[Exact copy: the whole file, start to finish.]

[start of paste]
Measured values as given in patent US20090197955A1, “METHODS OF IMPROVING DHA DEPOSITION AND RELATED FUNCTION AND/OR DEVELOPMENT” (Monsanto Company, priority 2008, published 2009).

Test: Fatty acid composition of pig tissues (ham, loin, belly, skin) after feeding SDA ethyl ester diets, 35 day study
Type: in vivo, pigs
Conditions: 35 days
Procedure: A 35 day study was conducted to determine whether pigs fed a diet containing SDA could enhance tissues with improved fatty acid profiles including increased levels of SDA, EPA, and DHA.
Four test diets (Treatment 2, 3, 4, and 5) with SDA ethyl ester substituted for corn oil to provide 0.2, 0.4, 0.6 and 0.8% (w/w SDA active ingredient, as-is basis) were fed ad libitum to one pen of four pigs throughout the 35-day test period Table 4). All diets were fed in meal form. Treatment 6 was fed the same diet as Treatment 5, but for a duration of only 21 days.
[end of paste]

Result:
Measured values as given in patent US20090197955A1, “METHODS OF IMPROVING DHA DEPOSITION AND RELATED FUNCTION AND/OR DEVELOPMENT” (Monsanto Company, priority 2008, published 2009).

Test: Fatty acid composition of pig tissues (ham, loin, belly, skin) after feeding SDA ethyl ester diets, 35 day study
Type: in vivo, pigs
Conditions: 35 days
Procedure: A 35 day study was conducted to determine whether pigs fed a diet containing SDA could enhance tissues with improved fatty acid profiles including increased levels of SDA, EPA, and DHA.
Four test diets (Treatment 2, 3, 4, and 5) with SDA ethyl ester substituted for corn oil to provide 0.2, 0.4, 0.6 and 0.8% (w/w SDA active ingredient, as-is basis) were fed ad libitum to one pen of four pigs throughout the 35-day test period Table 4). All diets were fed in meal form. Treatment 6 was fed the same diet as Treatment 5, but for a duration of only 21 days.